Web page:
Gov. Tom Wolf is looking to raise about $63 million to help pay for state police coverage for municipalities that don’t have their own departments.
For years, local townships and boroughs have watched as Pennsylvania legislators proposed charging municipalities that have full-time state police coverage.
Every year, it seemed the bills or proposals were voted down or fizzled out.
That changed last week, when Gov. Tom Wolf announced he’s pushing to establish a $25 per resident service fee for municipalities that don’t have their own police departments.
The governor is looking to raise about $63 million to help pay for state police coverage for the 2.5 million Pennsylvanians in those municipalities.
Lehigh Valley officials said the move by the governor’s office is different than previous proposals, and the fee may actually come to fruition this time.
But, they say the $25 fee is a bargain for top-notch service from state police troopers.
“Right now, I’m extremely happy with the state police. They provide us very good service. I think they’re trained very well. We have a very good relationship with them,” said North Whitehall Township Manager Jeff Bartlett. “Everybody pays state taxes. Every municipality benefits from state police.”
Bartlett previously worked for several different municipalities, and has experience with the “God-awful costs” of paying for a police department. Bristol Township in Bucks County had 50 sworn officers and a budget of $12 million, out of the township’s $21 million annual budget, Bartlett said.
“A lot of people don’t understand the hidden costs,” of running a police department, Bartlett added, including funding pensions for retired officers.
Lower Macungie Township knows the sticker shock all too well, following a 2013 police service study.
The study projected it would cost the Lehigh County township between $4 million and $5 million annually for its own police department — not including the seven-figure startup costs.
“The findings of that study are still generally the same,” said Ron Beitler, a Lower Macungie commissioner. “We were very safe, and I think that’s still the case. Most residents think state police do a good job.”
East Allen Township in Northampton County hasn’t thought about creating its own police department because it’s too small, said Deborah Seiple, East Allen’s township manager.
From time-to-time, Colonial Regional Police Department has checked to see if the township would like to join the regional department, Seiple said. Colonial Regional was formed in 1995 and its 24 officers cover Hanover Township, Lower Nazareth Township and Bath in Northampton County.
But East Allen’s board of supervisors has always decided to stick with the state police, Seiple said. She served on the board of supervisors for 16 years, and grew up in the township.
The issue of state police funding keeps coming up, though, and ” I think it will eventually have to be dealt with,” Seiple added. “There’s not a simple solution.”
Hanover Township in Lehigh County is in the same boat. With about 1,700 residents, it’s too small to have its own police department, said Bruce Paulus, chairman of the township council.
But that’s what led to the creation of the state police, to provide coverage to smaller municipalities, he added.
“If (the fee) happens, it happens. Certainly we’re not gong to get our own department,” Paulus said.
A fraction of what other municipalities pay
The Associated Press reports Wolf’s $25 figure is a fraction of what municipalities pay for local police departments.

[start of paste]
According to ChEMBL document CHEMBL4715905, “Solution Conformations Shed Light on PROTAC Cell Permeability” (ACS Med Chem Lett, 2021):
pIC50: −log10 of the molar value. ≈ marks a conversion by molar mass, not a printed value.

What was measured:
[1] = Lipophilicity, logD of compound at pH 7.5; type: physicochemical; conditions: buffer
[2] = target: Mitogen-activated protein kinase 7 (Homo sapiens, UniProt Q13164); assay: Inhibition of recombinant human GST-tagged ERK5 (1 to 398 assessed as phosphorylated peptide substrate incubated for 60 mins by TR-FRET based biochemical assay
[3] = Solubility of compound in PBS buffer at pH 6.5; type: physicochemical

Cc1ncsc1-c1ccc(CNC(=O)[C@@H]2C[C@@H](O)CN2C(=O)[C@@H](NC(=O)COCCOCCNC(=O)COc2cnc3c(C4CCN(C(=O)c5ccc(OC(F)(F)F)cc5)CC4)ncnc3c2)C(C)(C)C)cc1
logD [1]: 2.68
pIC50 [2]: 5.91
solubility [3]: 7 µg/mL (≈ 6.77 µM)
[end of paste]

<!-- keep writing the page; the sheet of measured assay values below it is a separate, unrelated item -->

About 950 municipalities reported spending $230 per person on local police in 2014, the AP reports, based on data provided by Wolf’s administration.
PennLive.com created a database to allow residents to see how much their respective municipalities would pay under Wolf’s proposal. You can search the database here.
In Lehigh County, Lower Macungie would pay the most of the nine townships covered by state police, close to $791,000 in the first year for its 31,639 residents.
North Whitehall Township follows with $401,575.
In Northampton County, Upper Mount Bethel Township tops the county’s list of seven municipalities that would pay the fee, at $170,875 a year.
In comparison, Hempfield Township, a Pittsburgh suburb, is the largest municipality that uses full-time state police coverage, and would pay about $1 million to the state under the proposed fee.
Bracing for an expected increase
The most talked about issue for officials was what happens once the fee is established.
“I think that’s a concern with any fee or mandate — It’s never gonna go away and it’s never gonna go down,” Beitler said. “$25 is still steal.”
Beitler noted the proposed fee wouldn’t cover all the costs for state police coverage, and he would expect that it would increase. In fact, Lehigh Valley officials said if the fee is established, it’s not a matter of if but when it would increase.
“Today you can say $25 isn’t bad. How about in five or 10 years?” Paulus asked.
After the first year, when does it increase to $50 or $150, Bartlett wondered. Officials would then have to consider at what cost would municipalities start looking to create their own department.
Bartlett said he would be interested in a locked-in fee for a period of time and/or a ceiling for potential increases.
“There’s no guarantee with that and that’s not what they’re proposing,” Bartlett said.
Paulus noted previous proposals set a population limit for affected municipalities, and those with populations of less than 5,000 or 10,000 people would have been exempt from paying. Paulus was hopeful population is taken into consideration with the proposed fee.
If that happens, Beitler said there may be an unintended result: small municipalities would look to limit growth in order to avoid paying a state police fee.
Beitler, a small growth advocate, said “A cap at 10,000 people would be an incentive for rural communities to stay rural.”